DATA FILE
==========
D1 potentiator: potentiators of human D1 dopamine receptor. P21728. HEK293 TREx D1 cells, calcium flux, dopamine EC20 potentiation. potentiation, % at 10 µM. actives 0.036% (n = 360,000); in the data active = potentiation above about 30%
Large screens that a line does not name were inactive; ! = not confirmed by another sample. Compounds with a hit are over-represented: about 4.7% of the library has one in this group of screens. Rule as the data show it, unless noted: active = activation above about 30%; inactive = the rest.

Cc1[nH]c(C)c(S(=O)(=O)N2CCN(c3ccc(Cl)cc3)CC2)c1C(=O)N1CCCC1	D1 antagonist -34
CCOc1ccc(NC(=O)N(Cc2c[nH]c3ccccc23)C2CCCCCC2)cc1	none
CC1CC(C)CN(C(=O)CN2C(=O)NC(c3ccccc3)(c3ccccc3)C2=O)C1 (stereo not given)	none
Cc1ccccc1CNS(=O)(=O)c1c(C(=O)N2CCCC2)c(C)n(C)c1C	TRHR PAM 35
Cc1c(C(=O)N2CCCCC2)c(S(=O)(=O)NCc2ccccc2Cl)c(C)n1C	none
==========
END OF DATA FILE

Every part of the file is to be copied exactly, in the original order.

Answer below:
D1 potentiator: potentiators of human D1 dopamine receptor. P21728. HEK293 TREx D1 cells, calcium flux, dopamine EC20 potentiation. potentiation, % at 10 µM. actives 0.036% (n = 360,000); in the data active = potentiation above about 30%
Large screens that a line does not name were inactive; ! = not confirmed by another sample. Compounds with a hit are over-represented: about 4.7% of the library has one in this group of screens. Rule as the data show it, unless noted: active = activation above about 30%; inactive = the rest.

Cc1[nH]c(C)c(S(=O)(=O)N2CCN(c3ccc(Cl)cc3)CC2)c1C(=O)N1CCCC1	D1 antagonist -34
CCOc1ccc(NC(=O)N(Cc2c[nH]c3ccccc23)C2CCCCCC2)cc1	none
CC1CC(C)CN(C(=O)CN2C(=O)NC(c3ccccc3)(c3ccccc3)C2=O)C1 (stereo not given)	none
Cc1ccccc1CNS(=O)(=O)c1c(C(=O)N2CCCC2)c(C)n(C)c1C	TRHR PAM 35
Cc1c(C(=O)N2CCCCC2)c(S(=O)(=O)NCc2ccccc2Cl)c(C)n1C	none